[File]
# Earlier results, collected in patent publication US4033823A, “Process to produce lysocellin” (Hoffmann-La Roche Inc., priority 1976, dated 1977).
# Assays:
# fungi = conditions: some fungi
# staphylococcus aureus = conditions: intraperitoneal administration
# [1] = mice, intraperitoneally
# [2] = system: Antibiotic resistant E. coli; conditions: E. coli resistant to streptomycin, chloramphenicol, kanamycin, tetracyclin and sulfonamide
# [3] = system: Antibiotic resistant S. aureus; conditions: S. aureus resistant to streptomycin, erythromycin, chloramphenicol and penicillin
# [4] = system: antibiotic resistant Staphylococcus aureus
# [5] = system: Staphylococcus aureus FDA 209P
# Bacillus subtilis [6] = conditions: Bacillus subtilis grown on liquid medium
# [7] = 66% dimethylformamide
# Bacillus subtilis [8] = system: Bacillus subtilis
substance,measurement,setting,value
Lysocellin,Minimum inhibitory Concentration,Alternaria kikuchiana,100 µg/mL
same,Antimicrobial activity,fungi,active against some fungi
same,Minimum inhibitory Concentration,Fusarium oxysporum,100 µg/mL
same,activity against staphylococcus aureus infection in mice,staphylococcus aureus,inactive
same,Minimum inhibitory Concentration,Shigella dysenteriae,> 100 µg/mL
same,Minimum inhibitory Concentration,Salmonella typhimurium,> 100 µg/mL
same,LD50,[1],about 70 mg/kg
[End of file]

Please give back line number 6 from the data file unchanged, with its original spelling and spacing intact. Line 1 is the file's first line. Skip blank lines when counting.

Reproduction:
# [2] = system: Antibiotic resistant E. coli; conditions: E. coli resistant to streptomycin, chloramphenicol, kanamycin, tetracyclin and sulfonamide